There’s old proverb that says, “it is better to give than receive.” Helping others has many benefits for children.
- It helps develop the qualities of empathy and kindness
- Teaches the importance of community and what it means to be a good citizen
- Is a wonderful antidote to our consumer society that encourages discontent and pushes us to buy more and more stuff
- It feels good to be able to help others
In fact according to a recent study by psychologists at the University of British Columbia, giving to others makes young children happy-even happier than when they are on the receiving end.
And of course it is a great way for families to come together. Working with your children to help others provides the opportunity to make memories and build connections. There are so many things you can do together. Here are a few suggestions.
Younger children love to help and are sensitive to the needs of others. It is probably best to keep outreach localized by focusing on needs of the immediate community. You could
- Shop together for canned and other packaged food and take it to a local food pantry.
- Look for gently used clothing, toys, and books around your house and take the items to an organization that helps families. It is wise to call the organization first and see what they need.
- Plant flowers into small pots to give to those who need encouragement.
- Ask an elderly neighbor if they need help walking a dog, doing yard work, or shoveling the snow — any tasks that your children will be able to do easily with you.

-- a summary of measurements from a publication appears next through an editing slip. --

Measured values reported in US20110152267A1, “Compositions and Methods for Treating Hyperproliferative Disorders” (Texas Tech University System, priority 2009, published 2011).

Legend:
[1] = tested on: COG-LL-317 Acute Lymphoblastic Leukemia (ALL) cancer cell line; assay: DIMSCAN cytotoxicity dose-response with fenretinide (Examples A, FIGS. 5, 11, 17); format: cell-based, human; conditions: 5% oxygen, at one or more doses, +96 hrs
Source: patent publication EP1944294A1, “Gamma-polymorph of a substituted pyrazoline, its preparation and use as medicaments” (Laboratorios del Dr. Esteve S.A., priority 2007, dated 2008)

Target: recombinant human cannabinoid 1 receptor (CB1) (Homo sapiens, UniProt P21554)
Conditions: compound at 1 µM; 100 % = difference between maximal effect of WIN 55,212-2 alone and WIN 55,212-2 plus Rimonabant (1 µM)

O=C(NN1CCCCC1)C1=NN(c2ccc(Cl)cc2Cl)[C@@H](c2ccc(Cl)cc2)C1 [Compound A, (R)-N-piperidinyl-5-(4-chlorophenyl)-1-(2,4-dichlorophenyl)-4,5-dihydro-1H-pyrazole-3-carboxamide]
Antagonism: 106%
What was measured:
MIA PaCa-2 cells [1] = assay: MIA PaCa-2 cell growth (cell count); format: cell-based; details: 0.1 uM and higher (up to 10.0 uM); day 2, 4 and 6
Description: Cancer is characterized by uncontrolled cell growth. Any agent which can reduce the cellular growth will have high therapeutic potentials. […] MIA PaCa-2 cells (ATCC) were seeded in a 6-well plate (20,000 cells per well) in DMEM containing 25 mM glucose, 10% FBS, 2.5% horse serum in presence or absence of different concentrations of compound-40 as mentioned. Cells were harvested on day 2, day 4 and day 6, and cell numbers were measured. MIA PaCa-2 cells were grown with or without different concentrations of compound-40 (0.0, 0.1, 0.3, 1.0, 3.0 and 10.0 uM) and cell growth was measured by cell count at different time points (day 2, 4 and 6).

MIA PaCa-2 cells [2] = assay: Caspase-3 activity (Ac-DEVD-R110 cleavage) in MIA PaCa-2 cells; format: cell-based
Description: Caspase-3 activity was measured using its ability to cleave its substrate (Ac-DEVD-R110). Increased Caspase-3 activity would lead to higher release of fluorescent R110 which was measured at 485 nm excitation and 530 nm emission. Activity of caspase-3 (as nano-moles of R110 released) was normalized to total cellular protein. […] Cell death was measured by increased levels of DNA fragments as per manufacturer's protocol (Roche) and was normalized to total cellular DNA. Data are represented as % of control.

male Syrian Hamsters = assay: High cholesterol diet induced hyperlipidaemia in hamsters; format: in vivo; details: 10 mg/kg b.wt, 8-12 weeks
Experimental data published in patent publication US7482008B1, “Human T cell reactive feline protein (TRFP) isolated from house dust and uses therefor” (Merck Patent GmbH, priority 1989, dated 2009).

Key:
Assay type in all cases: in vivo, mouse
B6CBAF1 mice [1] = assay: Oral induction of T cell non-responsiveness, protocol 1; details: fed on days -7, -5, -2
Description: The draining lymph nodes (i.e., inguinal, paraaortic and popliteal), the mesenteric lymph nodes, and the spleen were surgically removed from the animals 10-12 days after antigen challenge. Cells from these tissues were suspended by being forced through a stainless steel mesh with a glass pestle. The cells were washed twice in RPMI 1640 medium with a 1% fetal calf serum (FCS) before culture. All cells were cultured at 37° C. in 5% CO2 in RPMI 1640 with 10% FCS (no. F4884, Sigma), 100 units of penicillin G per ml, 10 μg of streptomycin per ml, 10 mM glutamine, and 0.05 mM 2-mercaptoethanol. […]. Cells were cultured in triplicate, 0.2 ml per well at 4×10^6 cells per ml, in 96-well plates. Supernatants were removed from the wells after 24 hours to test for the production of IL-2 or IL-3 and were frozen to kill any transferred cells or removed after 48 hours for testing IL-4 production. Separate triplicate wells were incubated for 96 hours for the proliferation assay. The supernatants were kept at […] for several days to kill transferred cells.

Older children are ready for greater participation. Their awareness of a larger world is increasing and they are conscious of such things as hunger, war, poverty, pollution, and homelessness. Often they want to help and do something to make a difference, but sometimes they may wonder if they are old enough, or skilled enough, to do anything really meaningful. Parents can help by listening to their concerns, helping them formulate a plan, and accomplish a goal. Children are encouraged by success in achievable goals, so keep projects small and fairly simple. Together you could
- Raise $25 to give to an organization that provides micro financing such as Kiva. Families can choose a project, decide how to raise the money, watch as the loan is repaid, and then relend it once again.
- Deliver small baskets of treats to people that work for the community, such as nurses, police, fire-fighters, or teachers.
- Assemble small bags of essential supplies for women’s shelters (contact them first and ask what they need).
- Make collection jars to collect loose change for causes that the children wish to support. Have a rolling party to count and roll the coins.
Teens are ready for projects that require more time and effort. They have the skills and maturity to engage in a number of different causes with you. Together you might
- Write letters in support of those who have been imprisoned for their beliefs. Amnesty International provides information and addresses
- Write letters to government officials to advocate for justice and ecological issues.
- Hold fundraisers for causes that capture their imagination.
- Volunteer at a homeless shelter or food bank.
Whatever you decide to do together try to let your children take the lead. You may have to make a few suggestions to get the ball rolling, but once they have caught the vision listen to their suggestions, then help them figure out what to do and how to do it.
This is by no means an exhaustive list of suggestions. I would love to hear from you. How has your family reached out to help others? Do you volunteer with your children? What activities would you add to the list?
“Family connectivity is a perfect antidote to how fast our society is running. Coming together in philanthropy can be the silver bullet to a society moving in different directions very fast. You stay connected and do work together that keeps you attached to your community or something topical.The work keeps you together with the people that matter to you.” From The Power to Produce Wonders